Ghislaine Maxwell

Ghislaine Maxwell Seeks $28.5 Million Bail Package, With Armed Guards at NYC Residence

The lawyers said Maxwell and her spouse were offering a $22.5 million personal recognizance bond secured by about $8 million in property and $500,000 in cash, along with $5 million from close family and friends

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Lawyers for the former girlfriend of Jeffrey Epstein are urging a judge to free her to await trial under a $28.5 million bail package that would include armed guards to keep her in a New York City residence and protect her safety.

The bail arguments on behalf of Ghislaine Maxwell were filed under seal last Tuesday, but were publicly filed late Monday with redactions in Manhattan federal court that were approved by Judge Alison J. Nathan.

The lawyers said Maxwell and her spouse, with whom she has been living for the past four years, were offering a $22.5 million personal recognizance bond secured by about $8 million in property and $500,000 in cash. They said $22.5 million represents all of Maxwell and her spouse’s assets.

The spouse was not identified in court papers. The identities of seven other close friends and family members who the lawyers said were willing to pledge about $5 million of their own assets toward the bail package were also not revealed. They also said she would have electronic monitoring.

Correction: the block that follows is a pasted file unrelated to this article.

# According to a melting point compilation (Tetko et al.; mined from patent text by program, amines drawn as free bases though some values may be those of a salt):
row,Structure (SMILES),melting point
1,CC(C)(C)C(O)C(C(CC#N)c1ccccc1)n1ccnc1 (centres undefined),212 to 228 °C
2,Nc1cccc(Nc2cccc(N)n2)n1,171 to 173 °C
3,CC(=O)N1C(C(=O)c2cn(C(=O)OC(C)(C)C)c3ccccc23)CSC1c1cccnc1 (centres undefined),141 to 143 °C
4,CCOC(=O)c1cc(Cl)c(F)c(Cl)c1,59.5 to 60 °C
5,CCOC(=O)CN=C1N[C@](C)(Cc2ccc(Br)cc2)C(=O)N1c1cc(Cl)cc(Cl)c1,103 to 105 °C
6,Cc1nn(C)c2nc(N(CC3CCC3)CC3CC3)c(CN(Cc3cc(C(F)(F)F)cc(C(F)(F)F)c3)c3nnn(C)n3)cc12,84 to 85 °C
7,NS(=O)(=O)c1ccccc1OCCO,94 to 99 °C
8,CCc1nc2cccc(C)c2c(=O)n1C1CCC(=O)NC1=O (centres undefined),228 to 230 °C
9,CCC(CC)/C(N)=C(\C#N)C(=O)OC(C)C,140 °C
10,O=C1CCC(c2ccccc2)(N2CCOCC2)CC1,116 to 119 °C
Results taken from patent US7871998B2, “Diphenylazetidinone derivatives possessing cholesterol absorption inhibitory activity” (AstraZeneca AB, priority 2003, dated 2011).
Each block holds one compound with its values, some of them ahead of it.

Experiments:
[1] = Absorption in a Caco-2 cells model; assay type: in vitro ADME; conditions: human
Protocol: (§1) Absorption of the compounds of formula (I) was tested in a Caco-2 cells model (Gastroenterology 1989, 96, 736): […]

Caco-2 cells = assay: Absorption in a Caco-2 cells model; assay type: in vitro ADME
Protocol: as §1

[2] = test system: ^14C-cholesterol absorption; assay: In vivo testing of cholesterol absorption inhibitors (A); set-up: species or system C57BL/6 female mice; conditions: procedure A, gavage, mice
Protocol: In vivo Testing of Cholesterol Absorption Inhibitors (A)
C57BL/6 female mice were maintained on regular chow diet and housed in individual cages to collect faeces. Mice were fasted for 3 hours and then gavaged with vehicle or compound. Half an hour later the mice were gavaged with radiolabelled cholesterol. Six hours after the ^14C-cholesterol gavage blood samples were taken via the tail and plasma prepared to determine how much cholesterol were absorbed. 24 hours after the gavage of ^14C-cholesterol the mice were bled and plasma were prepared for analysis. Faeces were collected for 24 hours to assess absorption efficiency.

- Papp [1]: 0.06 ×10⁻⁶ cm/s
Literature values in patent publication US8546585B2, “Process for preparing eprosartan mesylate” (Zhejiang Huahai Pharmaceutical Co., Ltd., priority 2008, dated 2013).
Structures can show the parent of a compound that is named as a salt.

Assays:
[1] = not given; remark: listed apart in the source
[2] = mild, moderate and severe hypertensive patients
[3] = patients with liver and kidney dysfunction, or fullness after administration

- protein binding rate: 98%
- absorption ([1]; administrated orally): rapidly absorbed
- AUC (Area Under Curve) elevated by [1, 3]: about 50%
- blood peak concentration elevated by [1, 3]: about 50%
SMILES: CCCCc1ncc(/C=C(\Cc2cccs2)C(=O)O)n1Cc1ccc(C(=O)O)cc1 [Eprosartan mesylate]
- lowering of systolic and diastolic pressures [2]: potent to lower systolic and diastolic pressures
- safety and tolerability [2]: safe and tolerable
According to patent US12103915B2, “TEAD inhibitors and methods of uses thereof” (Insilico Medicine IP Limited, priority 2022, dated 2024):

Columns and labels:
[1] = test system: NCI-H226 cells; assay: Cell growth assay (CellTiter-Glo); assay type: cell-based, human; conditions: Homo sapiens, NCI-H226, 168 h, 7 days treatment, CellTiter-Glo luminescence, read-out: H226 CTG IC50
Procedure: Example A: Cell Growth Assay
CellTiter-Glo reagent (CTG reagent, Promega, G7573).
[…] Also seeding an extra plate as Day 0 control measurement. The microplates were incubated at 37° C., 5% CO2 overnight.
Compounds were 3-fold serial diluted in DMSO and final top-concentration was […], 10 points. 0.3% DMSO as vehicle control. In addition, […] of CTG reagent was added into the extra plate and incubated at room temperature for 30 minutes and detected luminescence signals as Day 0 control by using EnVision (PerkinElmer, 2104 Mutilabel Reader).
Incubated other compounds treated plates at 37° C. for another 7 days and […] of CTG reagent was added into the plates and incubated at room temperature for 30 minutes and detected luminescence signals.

Maxwell is scheduled to face a July trial on charges that she recruited three teenage girls for Epstein to abuse in the mid-1990s.

Her first attempt at bail shortly after her July arrest was rejected.

The longtime friend and confidante of Jeffrey Epstein offered many denials as part of hundreds of pages of a deposition from a civil lawsuit, which was made public Thursday. She also denied having any role in recruiting or exploiting young girls. NBC New York's Jonathan Dienst reports.

“Ms. Maxwell vehemently maintains her innocence and is committed to defending herself,” the lawyers wrote. “She wants nothing more than to remain in this country to fight the allegations against her, which are based on the uncorroborated testimony of a handful of witnesses about events that took place over 25 years ago.”

To support the bail request, the lawyers included a letter from Maxwell’s spouse. They said the letter tells how Ms. Maxwell was forced to leave her family and drop out of public view, not because she was eluding law enforcement, but because of “the intense media frenzy and threats following the arrest and death of Jeffrey Epstein.”

Epstein killed himself in a federal Manhattan lockup in August 2019 as he awaited trial on sex trafficking charges.

A spokesperson for prosecutors declined to comment.

Copyright AP - Associated Press
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